The 25-ton heavy sculpture of Chiang is not the only one that was damaged this year on the eve of the 228 anniversary. Other statues were vandalised on the campuses of Zhengzhi University (政治大學), Yangming University (陽明大學), Dongwu University (東吳大學) and Furen University (輔仁大學), as well as in Xinglong Park (興隆公園).

Students of Furen University spray-painted on the statue the sentence: "Guomindang, acknowledge your mistakes so that the dead soul may regret them." On the campus of Dongwu University, students spray-painted the words "Murderer!" "Don't forget 228!"

Similar acts of vandalism were committed throughout Taiwan. A statue of Chiang located in a park in Keelung, the city where the troops from the mainland arrived in 1947 to put down the uprising, was beheaded. Other statues were vandalised in Taoyuan's Zhongzheng Park, Taipei First Girls’ High School, Taipei Municipal Da'an Vocational High School, National Zhudong Senior High School, Donghai University and National Taipei University of Technology. Some students turned Chiang's statues into "artworks", spray-painting and decorating them.

What should we make of these acts of vandalism? Are they justified? Is it acceptable for a democratic country to honour a dictator like Chiang Kai-shek? Should all statues and portraits of the autocrat be removed, as it happened with Hitler's or Mussolini's after their regimes were overthrown?

Tuesday, 10 March 2015

Love or Madness? Dutch National Goes to Taiwan to Meet His Girlfriend's Parents but Gets Banned for 10 Years

Is it love or is it madness? Perhaps it's just a bit of both. 

On February 20, a 23-year-old Dutch national arrived at Taoyuan International Airport with his pregnant Taiwanese girlfriend. The couple were not married and had apparently come to Taiwan so that he could meet the girl's parents. But things did not go too well for them.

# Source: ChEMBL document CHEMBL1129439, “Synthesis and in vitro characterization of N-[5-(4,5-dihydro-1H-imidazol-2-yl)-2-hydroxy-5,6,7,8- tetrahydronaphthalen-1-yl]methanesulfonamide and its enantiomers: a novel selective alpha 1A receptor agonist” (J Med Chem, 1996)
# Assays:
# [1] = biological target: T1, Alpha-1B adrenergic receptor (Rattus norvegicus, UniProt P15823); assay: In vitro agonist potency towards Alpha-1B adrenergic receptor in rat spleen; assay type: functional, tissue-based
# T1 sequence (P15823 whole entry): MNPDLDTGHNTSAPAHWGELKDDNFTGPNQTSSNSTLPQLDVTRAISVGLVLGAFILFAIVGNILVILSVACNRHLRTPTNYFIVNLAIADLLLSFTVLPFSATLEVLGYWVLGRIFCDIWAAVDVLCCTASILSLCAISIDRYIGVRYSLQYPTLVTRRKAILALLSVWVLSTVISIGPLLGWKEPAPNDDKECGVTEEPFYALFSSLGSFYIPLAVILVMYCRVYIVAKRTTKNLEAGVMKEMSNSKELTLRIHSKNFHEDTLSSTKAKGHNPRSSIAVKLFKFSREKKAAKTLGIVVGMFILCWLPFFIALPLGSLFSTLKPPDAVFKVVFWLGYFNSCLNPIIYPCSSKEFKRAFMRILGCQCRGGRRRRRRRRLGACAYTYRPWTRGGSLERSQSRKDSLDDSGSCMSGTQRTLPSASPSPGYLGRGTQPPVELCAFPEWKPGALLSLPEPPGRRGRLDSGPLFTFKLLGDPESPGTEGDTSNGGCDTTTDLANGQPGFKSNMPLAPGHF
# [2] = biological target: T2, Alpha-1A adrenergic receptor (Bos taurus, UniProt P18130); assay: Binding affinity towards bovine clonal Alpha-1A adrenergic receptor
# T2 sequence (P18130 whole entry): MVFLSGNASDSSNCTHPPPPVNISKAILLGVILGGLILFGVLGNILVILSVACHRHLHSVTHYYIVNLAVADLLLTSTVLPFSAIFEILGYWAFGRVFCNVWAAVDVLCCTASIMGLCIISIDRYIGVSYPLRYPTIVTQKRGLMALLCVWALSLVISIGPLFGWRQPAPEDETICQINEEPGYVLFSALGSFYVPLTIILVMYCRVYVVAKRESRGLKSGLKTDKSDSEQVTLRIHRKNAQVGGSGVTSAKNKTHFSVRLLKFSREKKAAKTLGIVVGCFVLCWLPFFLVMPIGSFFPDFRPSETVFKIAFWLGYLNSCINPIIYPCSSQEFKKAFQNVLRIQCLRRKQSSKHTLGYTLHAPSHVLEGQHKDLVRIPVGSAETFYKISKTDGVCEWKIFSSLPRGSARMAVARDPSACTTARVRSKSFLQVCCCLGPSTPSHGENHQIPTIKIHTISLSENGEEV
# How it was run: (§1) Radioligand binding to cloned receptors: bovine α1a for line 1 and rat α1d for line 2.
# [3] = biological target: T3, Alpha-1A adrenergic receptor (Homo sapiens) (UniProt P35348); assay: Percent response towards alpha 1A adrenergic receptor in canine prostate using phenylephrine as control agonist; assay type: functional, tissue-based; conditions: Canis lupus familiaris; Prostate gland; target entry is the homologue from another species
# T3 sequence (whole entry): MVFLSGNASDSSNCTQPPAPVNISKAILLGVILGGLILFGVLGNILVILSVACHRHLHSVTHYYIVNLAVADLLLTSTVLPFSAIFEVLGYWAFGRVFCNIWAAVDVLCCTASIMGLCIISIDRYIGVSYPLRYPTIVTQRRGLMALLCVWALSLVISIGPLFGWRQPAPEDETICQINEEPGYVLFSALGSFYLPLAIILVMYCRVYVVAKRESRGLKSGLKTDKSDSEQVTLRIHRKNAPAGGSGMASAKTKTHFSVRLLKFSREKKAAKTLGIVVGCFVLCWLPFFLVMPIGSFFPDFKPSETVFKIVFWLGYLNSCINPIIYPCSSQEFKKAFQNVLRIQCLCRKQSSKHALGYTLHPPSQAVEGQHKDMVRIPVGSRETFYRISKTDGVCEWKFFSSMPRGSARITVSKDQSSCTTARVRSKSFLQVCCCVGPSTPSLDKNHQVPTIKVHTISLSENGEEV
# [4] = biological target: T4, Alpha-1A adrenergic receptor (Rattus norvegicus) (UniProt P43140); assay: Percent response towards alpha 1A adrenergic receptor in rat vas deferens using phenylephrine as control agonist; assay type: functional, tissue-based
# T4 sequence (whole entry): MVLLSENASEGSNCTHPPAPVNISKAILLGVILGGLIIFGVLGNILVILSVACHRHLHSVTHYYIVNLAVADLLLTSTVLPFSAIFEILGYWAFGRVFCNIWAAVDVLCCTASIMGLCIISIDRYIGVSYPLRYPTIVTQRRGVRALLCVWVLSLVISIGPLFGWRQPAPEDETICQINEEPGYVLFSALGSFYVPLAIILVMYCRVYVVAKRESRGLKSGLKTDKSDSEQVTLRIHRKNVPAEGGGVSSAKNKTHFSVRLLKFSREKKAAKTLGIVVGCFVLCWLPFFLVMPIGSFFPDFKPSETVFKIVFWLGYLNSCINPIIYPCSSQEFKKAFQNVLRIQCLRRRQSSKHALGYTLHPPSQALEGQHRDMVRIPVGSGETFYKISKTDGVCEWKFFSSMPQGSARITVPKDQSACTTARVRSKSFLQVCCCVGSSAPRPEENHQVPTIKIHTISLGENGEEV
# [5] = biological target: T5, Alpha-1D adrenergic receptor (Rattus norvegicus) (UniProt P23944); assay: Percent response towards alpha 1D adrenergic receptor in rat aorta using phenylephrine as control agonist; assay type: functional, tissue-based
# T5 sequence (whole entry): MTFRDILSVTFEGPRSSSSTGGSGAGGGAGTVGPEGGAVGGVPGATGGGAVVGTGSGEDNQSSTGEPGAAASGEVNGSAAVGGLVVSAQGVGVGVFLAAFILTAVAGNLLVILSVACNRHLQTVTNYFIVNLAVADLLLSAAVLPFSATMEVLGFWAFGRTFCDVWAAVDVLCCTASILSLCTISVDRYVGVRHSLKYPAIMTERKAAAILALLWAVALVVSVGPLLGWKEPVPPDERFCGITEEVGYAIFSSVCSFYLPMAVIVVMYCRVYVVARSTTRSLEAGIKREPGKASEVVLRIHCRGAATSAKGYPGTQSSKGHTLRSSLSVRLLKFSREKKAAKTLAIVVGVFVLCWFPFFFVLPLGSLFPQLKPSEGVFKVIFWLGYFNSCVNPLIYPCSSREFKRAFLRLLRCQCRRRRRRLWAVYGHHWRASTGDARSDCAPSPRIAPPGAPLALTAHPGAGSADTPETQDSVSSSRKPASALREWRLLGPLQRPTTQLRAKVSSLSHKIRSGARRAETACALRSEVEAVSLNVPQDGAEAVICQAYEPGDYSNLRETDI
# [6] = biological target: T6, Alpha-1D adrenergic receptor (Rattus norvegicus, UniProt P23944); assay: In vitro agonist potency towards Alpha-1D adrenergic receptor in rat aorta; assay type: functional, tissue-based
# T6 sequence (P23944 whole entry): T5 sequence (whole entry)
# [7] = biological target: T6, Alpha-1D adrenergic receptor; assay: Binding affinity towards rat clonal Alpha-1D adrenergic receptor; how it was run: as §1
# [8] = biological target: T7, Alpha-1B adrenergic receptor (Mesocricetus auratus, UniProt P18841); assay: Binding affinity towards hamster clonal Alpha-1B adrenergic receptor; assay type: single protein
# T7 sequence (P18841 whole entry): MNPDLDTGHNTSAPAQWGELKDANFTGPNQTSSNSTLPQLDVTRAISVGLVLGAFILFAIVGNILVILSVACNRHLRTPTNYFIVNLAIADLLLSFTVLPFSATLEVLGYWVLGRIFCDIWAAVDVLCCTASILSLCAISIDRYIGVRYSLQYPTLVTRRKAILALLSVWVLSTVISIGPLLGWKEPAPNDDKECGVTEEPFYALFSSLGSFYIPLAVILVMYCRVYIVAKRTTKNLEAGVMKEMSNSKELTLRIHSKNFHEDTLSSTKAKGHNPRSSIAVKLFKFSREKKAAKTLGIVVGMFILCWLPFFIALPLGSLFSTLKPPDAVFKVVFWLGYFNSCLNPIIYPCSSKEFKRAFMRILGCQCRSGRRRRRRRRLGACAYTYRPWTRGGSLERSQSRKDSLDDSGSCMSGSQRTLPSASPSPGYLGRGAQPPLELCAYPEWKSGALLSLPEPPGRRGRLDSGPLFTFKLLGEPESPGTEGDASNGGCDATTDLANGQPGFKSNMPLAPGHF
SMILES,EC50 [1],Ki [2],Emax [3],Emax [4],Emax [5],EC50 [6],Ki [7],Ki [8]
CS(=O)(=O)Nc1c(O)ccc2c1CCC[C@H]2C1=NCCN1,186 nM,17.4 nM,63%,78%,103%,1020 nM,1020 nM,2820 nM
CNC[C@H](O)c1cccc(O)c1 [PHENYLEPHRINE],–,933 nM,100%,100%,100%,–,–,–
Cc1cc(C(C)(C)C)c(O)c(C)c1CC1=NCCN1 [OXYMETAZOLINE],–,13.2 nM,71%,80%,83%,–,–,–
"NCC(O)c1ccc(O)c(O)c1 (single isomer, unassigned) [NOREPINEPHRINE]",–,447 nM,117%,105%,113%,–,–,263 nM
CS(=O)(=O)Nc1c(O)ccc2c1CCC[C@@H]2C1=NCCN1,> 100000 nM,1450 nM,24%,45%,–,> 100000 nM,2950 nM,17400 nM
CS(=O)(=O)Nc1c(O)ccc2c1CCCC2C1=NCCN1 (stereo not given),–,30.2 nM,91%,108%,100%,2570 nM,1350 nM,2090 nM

During a previous sojourn in Taiwan the man had overstayed his visa and had been banned from entering the country for three years. When he arrived at the immigration inspection, he was informed that he could not leave the airport and had to be repatriated. His girlfriend, however, had already passed the passport control.

While awaiting repatriation at the airport the man kept talking on the phone with his girlfriend and cried. Then he received a message: "I miss you."

After reading these words he lost his mind. He jumped over the barrier of the immigration inspection and ran out of the airport. He walked for 3 kilometers on a highway and managed to get to his girlfriend's house without being caught. However, around 7 hours later the police found him and arrested him. 

According to local reports, the man and his pregnant girlfriend left Amsterdam on February 19 and arrived the following day in Taiwan to break the 'good news' to her parents. But when he went through the customary immigration inspection the official found that he had overstayed his visa in the past and was therefore banned for three years. His girlfriend had no choice but to leave the airport alone. The man purchased a return ticket and waited at the airport. The immigration staff kept an eye on him as he talked with his girlfriend on the phone and cried. 

Saturday, 7 March 2015

Taipei-Taoyuan Airport Express Is Finally Coming

When you see scenes like this you know why Taipei really needs an airport express. Last week I arrived at Taipei Bus Station (located right next to Taipei Main Station) and there I saw this huge line of people waiting to board the bus to the airport. When the bus arrived there were so many passengers that I had no choice but to wait for the next one. Overall it took me about one hour and a half to get from the bus station to the airport.